Alivia Mukherjee|Dec 4, 2023
Melbourne University, PHFI to work towards tackling global health challenges
University of Melbourne and Public Health Foundation of Indian signed a student exchange agreement in 2017.
NEW DELHI: The University of Melbourne and the Public Health Foundation of India (PHFI) have signed an agreement to continue the long-standing partnership in the health sector.
The agreement was signed by Melbourne University’s provost Nicola Phillips, who led a delegation during his visit to India. From PHFI, its president Sanjay Sanjay Zodpey signed the agreement.
CEO of the Australia India Institute Lisa Singh was also present on the occasion. Phillips said the new agreement demonstrates a commitment to the relationship between the Melbourne School of Population and Global Health at the University and the Nossal Institute, and the PHFI.
First agreement in 2009
The two institutes had signed an agreement for the first time in 2009. Then in 2017, a student exchange agreement was signed in 2017. Now, the institutes have renewed both the agreements. “The new agreement will strengthen our relationship and continue to grow our global community of scholars and partners,” Professor Phillips said.
The two institutions have worked closely together since the establishment of PHFI towards addressing global and complex challenges in health sector, and sharing expertise and experiences to advance health outcomes in India and beyond, he added.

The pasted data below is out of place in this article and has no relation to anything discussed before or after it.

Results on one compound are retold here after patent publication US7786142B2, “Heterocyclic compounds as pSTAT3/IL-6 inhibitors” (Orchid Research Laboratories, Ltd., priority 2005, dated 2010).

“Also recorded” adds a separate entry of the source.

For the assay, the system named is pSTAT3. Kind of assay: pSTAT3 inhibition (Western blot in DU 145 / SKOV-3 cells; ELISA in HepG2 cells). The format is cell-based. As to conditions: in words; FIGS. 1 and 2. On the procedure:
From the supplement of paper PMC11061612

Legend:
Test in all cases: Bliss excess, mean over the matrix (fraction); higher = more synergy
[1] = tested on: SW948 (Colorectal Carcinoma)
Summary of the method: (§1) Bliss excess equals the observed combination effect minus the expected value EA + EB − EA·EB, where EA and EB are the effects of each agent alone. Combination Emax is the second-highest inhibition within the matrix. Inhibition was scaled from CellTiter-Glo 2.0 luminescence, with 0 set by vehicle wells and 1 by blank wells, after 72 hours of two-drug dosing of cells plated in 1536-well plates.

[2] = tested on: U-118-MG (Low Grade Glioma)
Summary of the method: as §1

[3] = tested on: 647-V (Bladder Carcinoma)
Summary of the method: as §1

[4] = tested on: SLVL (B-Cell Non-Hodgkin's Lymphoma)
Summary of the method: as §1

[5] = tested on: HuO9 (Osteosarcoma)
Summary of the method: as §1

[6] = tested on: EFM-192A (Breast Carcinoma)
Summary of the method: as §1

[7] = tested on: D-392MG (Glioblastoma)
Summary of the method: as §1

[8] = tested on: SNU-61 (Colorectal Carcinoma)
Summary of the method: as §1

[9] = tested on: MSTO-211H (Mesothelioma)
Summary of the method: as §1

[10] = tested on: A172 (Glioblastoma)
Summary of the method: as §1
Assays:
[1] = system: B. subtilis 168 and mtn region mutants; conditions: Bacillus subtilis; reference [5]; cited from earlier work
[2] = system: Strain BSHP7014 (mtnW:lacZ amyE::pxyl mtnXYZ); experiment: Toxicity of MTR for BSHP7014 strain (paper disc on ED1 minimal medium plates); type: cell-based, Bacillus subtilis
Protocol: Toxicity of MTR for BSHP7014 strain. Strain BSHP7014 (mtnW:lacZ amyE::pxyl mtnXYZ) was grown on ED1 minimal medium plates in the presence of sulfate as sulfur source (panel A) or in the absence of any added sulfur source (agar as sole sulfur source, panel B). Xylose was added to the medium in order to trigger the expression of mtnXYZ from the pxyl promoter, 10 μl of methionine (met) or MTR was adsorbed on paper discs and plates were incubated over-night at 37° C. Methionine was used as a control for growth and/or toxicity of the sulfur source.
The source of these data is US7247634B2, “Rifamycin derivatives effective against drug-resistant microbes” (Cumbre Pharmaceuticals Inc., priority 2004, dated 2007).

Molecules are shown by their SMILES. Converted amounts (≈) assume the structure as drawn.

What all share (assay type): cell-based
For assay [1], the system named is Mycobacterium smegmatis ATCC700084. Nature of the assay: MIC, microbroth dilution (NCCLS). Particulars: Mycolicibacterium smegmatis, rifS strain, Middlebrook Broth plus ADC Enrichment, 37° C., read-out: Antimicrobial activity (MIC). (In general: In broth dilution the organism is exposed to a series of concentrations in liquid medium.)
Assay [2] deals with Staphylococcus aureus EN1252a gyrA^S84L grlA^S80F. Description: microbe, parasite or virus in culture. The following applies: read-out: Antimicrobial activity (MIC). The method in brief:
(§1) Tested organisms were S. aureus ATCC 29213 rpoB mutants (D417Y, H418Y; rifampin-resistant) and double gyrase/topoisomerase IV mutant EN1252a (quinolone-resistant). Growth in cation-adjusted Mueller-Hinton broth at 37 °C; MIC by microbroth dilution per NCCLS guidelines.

As part of the recent agreement, the inaugural Indo-pacific Global Health Competition was held on September 18. It was hosted by the University of Melbourne and three teams entered virtually from the PHFI. Phillips presented the prizes in Melbourne and met the PHFI teams in person during the signing of the MoU.
During the long partnership, the institute has created the VirtuCare (virtual healthcare network) project. It is also working toward tobacco control and plain packaging in India. The institutes have also developed a joint leadership programme funded by an Australian government grant for training in the public health sector in south Asia. These also provide the excellence in non-communicable disease research (ENCORE) programme, under which several students and faculty have been trained in India and Australia.
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